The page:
First of all, a brief description of the book. This is the fourth collection of Neil Gaiman's Sandman comics, and it is about Dream, one of the Endless - deathless personifications of elements such as Desire, Death, Delirium, Destiny, etc. In this story Dream travels to Hell to right a wrong he perpetrated eons earlier, and his actions unleash a chain of events that involve many gods, goddesses and beings from ancient (and current) religions.
Here are the interview questions we came up with, and these are Rhinoa's answers to them. If you are on the edge of your seat, wondering what my answers are to these same questions (and who wouldn't be? LOL), you'll have to check out Rhinoa's post on her blog.
What did you like about the graphic novel?
I liked the story, the main plot that linked the separate comics together. After the previous collection it was a nice to get back to the regular storyline.
What didn't you like about it?
I would have liked to have spent more time with the Endless, but I am sure they will pop up again in future collections.
There were a series of different artists who worked on the novel, did you have a favourite and least favourite?
To be honest I though that the artists all worked really well together keeping a consistent style throughout no matter who did the pencils, ink and colour. The covers by Dave McKean were stunning as always. One thing I did enjoy reading were the spoof blurbs about everyone involved in it's creation at the back of my edition.
There was more from the rest of the Endless, do you have a favourite and least favourite?
Well obviously I love Dream and Death. They are the two I have spent the most time with. I also find Delirium really interesting and hope to get to know her better in the future. There aren't any of the Endless that I dislike and I am curious to see who their other sibling is who was not present in this collection.
What did you think of the ending?
I thought it ended well, the main storyline was closed with a happy resolution for me.
Lucifer has a spin off series, do you plan on reading any of them?
I am definitely interested although I think they have had mixed reviews. I loved his work decision and as always Lucifer is one of my favourite characters. There is just something interesting about him and versions where he is not the bad guy we are told he is.
Which was your favorite story and why?
This collection really read like one cohesive story so I don't really want to separate out the different comics.
What do you think makes the Sandman stand apart from other graphic novels?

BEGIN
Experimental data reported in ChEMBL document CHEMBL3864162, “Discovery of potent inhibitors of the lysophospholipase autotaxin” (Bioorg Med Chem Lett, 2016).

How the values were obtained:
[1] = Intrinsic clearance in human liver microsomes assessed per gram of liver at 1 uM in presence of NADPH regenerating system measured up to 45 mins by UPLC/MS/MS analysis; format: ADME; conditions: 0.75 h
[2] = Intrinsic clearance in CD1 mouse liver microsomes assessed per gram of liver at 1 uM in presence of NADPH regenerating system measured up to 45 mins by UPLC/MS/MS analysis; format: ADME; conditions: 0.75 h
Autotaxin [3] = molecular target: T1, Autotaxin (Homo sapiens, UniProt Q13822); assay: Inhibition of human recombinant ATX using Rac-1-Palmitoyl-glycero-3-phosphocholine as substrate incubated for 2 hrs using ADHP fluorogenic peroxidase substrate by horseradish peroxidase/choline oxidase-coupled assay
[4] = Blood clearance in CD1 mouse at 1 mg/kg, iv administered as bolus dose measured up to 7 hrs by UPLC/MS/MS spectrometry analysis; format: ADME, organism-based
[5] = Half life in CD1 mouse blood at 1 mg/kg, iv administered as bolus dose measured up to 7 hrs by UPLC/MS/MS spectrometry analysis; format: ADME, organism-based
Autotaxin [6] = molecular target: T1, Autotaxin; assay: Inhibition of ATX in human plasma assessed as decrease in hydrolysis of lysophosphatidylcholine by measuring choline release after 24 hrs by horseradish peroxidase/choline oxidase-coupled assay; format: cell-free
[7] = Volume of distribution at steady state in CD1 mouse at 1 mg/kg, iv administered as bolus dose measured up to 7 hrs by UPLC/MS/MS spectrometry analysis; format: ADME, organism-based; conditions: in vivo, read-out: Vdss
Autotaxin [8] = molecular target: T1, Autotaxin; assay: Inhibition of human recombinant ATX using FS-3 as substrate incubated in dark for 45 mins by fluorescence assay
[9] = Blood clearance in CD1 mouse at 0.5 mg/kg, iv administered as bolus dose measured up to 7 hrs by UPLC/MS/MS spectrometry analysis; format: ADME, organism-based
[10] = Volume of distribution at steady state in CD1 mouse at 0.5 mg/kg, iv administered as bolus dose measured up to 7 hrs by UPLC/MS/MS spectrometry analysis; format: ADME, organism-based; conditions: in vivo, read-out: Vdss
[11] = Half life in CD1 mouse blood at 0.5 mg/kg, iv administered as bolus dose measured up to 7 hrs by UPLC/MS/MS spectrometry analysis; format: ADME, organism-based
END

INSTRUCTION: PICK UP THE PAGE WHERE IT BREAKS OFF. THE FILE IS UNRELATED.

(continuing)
I think it really helped comics becomes more main stream. It was written at a time when it wasn't cool to read graphic novels. It's a very dark series which I really like, but I don't think I can read too many too close together as they would give me nightmares ironically enough!
I think I liked it the most so far. I felt the story held together the best to date and I really look forward to seeing what Dream and his family have planned for the next one.
How do you think this fourth collection compares to the first three?
Books in the Sandman series
1. Preludes & Nocturnes (collects The Sandman #1-8)
2. The Doll's House (collects The Sandman #9-16)
3. Dream Country (collects The Sandman #17-20)
4. Season of Mists (collects The Sandman #21-28)
5. A Game of You (collects The Sandman #32-37)
6. Fables and Reflections (collects The Sandman #29- 1, #38-40, #50, Sandman Special #1 and Vertigo Preview #1)
7. Brief Lives (collects The Sandman #41-49)
8. World's End (collects The Sandman #51- 56)9. The Kindly Ones (collects The Sandman #57-69)
10. The Wake (collects The Sandman #70-75)
The Sandman: Season of Mists (#4 in the Sandman series) by Neil Gaiman; illustrated by Kelley Jones, Mike Dringenberg, Malcolm Jones III, Matt Wagner, Dick Giordano, George Pratt and P. Craig Russell; introduction by Harlan Ellison (DC Comics, 1992)
Also reviewed at:
Fyrefly's Book Blog: "The Season of Mists was a great, layered story, drawing on more mythologies than I can count. Read into this what you will, but I think the story of Lucifer is one of the more fascinating parts of Judeo-Christian mythology, and Gaiman delivers a doozy of a story here."
Jenny's Books: "Neil Gaiman’s obviously having fun with all of them, and it is fun – Thor’s hitting on Bast, and two of the hell demons are having an affair, and a sinisterly lettered little girl from the hordes of chaos giggles when someone gets made into sausages."
The Wertzone: "It is a tad overlong given its relative lack of actual incident, but for expanding our knowledge and understanding about Hell and the Dreaming, for introducing important new characters (particularly Daniel, Cluracan and Nuala) and for resolving the Nada storyline, it does a great job."